The numbers are in — America’s top renewable energy resource continues to grow, fostering economic development and delivering clean, low-cost energy across the country. Just as important, all the data indicate we can expect this growth to continue in the years ahead.
AWEA’s U.S. Wind Industry Annual Market Report, Year Ending 2016, released in April, provides a complete picture of industry activity last year. Let’s dig into the numbers and review the highlights.
They paint a clear picture: Wind works for America.
A lot of New Wind, More in Pipeline
American wind power now exceeds 82,000 MW of installed generating capacity, enough to power 24 million typical U.S. homes. That places it ahead of conventional hydropower as the country’s largest source of renewable generating capacity and the fourth largest source of electric capacity overall.
This development spans the nation. Down south, North Carolina became the 41st state with a utility-scale wind farm early in 2017, while projects began operating throughout the Midwest and Plains states and even as far away as Guam.
More than 8,200 MW of new wind capacity came online in 2016, with significant amounts still to come. More than 18,000 MW remain under construction or in advanced development. Once online, these projects will provide enough new wind energy to power millions of additional American homes.
All of this new development means wind provides a growing share of our electricity mix. Wind supplied 5.5 percent of the country’s electricity in 2016, and remains on track to supply 10 percent of America’s electricity by 2020 — a goal set in the Department of Energy’s Wind Vision.
At the state level, results look even more impressive. Iowa led the way by generating more than 36 percent of its electricity using wind, while South Dakota also topped 30 percent. North Dakota, Oklahoma, and Kansas all generated more than 20 percent of their electricity from wind turbines. Overall, wind produced more than 10 percent of the electricity in 14 states.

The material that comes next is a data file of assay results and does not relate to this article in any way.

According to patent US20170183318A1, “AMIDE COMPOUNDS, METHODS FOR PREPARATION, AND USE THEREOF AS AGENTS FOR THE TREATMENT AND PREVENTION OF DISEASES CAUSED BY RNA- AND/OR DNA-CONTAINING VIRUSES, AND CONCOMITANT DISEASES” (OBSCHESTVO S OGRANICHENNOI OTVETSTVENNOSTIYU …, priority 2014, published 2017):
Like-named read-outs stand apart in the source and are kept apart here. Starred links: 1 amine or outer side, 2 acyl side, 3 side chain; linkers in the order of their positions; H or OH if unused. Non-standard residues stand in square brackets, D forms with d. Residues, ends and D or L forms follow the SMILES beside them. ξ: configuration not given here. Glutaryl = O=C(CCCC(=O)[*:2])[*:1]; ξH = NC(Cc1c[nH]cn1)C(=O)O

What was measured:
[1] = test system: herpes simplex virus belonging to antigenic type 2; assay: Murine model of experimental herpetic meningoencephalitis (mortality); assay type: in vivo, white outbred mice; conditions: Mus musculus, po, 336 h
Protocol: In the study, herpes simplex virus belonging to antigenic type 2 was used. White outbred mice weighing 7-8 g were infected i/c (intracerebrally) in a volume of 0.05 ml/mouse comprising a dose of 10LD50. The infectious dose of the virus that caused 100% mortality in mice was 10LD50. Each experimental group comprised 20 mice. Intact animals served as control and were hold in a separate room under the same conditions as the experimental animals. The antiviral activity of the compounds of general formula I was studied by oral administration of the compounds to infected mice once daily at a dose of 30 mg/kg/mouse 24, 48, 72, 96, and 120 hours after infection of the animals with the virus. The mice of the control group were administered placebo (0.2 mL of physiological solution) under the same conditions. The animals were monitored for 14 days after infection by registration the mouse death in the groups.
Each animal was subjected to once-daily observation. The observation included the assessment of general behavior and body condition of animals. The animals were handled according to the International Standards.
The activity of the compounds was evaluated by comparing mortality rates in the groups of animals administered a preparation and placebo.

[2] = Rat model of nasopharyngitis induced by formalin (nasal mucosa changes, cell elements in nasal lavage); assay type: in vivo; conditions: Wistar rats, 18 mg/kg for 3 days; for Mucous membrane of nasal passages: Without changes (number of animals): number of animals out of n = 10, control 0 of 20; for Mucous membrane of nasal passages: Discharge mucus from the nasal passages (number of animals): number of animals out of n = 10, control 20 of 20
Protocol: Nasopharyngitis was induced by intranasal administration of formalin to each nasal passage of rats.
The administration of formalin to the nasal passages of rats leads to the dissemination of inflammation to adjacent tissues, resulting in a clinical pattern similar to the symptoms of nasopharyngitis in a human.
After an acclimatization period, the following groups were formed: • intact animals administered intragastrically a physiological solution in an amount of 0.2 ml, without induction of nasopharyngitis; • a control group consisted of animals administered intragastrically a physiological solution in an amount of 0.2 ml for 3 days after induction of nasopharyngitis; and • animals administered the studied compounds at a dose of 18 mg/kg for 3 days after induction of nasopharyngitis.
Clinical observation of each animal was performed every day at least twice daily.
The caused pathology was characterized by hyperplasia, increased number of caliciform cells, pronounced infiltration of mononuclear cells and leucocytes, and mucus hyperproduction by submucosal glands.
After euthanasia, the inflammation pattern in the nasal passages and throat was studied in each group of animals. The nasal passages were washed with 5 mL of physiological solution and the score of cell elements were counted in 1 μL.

Wind Growth Equals Job Growth
The U.S. wind industry also continued its role as a major job creator in 2016 — wind-related jobs total 102,500 and can be found in all 50 states.
More than 25,000 of these positions are manufacturing jobs at more than 500 U.S. factories that build wind-related parts and materials. This provides an important boost to a sector of the U.S. economy that has struggled for decades, and it helps bring new jobs to the places that need help the most, like the Rust Belt.
For example, Ohio leads the country with 62 wind factories, while Wisconsin and Pennsylvania have 26 each, and Michigan has 25. And while the Southeast has historically lagged in wind-farm installation, the region has a strong wind-manufacturing base, with more than 100 factories building components destined for wind turbines.
U.S. wind manufacturing will continue to grow. Wind-related manufacturing jobs could top 33,000 by 2020, according to Navigant Consulting — a gain of 8,000 new factory jobs by the end of President Donald J. Trump’s first term.
Wind energy also brings jobs to rural America, another area that needs new opportunities.
Wind-turbine technician is by far the country’s fastest growing job, according to the U.S. Bureau of Labor Statistics. Because 99 percent of wind farms are built in rural areas, wind-tech positions offer new jobs in places traditionally short on options. With the U.S. wind fleet now topping 52,000 turbines, with more coming in the years ahead, demand is surging for operations and maintenance jobs.
Importantly, the U.S. wind industry proudly offers good jobs to the men and women who serve our country — veterans find wind jobs at a rate 50 percent above the average industry, based on data from the Department of Energy.
Wind-related jobs should continue booming over the next four years and could near a quarter of a million by 2020, according to Navigant Consulting. A deeper analysis of Navigant’s report also finds manufacturing and installing each new turbine supports 18 full-time jobs.
Unmatched Investment in Rural America
The economic benefits of wind power extend far beyond job creation, however. Wind brings investment into rural America like few other industries.